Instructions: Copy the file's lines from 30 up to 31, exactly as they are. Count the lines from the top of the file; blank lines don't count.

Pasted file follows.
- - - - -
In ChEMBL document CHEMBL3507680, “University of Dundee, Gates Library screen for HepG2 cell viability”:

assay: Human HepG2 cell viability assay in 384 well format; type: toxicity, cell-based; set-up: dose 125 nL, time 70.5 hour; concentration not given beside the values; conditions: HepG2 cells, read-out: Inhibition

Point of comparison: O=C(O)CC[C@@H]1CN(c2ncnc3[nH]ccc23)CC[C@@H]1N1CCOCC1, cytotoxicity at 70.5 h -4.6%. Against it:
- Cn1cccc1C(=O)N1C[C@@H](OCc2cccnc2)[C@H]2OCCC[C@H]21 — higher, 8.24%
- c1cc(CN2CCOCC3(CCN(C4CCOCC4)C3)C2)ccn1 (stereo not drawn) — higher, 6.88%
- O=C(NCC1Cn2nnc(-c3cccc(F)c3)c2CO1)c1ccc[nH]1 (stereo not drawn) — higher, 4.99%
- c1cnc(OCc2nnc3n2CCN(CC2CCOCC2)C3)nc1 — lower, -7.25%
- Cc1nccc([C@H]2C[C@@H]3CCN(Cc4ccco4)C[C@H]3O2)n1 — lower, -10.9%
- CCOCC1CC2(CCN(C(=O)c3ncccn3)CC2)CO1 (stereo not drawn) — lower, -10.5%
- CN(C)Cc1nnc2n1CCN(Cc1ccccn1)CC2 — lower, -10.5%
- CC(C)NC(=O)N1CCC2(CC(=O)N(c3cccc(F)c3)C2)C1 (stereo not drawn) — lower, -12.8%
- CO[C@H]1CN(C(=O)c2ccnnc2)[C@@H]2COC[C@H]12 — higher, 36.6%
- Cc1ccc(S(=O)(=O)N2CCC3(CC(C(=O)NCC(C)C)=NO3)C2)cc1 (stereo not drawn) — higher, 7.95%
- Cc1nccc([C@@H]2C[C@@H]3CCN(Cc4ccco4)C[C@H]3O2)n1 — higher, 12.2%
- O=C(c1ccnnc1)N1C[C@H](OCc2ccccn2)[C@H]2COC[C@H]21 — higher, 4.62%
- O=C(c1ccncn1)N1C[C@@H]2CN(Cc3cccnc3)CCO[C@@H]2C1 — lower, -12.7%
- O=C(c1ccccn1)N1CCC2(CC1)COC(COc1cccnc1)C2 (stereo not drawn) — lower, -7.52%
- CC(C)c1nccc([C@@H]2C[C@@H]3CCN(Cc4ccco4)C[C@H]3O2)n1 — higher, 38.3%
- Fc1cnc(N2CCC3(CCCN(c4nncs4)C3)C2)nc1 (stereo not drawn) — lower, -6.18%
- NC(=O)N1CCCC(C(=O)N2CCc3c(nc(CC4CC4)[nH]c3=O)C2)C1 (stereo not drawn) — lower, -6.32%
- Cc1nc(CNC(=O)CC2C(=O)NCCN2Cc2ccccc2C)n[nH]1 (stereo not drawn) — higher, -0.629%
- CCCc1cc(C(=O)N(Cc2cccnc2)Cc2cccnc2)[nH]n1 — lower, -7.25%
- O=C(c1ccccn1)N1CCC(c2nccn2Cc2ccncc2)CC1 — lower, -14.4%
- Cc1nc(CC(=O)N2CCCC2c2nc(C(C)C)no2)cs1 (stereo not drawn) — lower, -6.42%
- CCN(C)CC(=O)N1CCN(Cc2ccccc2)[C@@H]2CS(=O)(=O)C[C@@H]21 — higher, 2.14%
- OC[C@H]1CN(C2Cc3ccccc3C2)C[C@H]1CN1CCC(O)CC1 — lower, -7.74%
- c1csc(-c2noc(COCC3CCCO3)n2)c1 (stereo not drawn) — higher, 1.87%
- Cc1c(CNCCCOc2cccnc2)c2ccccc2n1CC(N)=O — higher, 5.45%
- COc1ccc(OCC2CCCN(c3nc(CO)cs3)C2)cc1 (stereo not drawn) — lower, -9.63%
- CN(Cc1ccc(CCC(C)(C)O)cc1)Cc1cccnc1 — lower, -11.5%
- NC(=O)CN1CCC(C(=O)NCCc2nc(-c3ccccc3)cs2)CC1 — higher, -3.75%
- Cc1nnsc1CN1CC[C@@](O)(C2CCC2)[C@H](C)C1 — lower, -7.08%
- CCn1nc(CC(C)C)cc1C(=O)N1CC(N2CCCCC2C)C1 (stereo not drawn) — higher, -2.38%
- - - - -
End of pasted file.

- CN(Cc1ccc(CCC(C)(C)O)cc1)Cc1cccnc1 — lower, -11.5%
- NC(=O)CN1CCC(C(=O)NCCc2nc(-c3ccccc3)cs2)CC1 — higher, -3.75%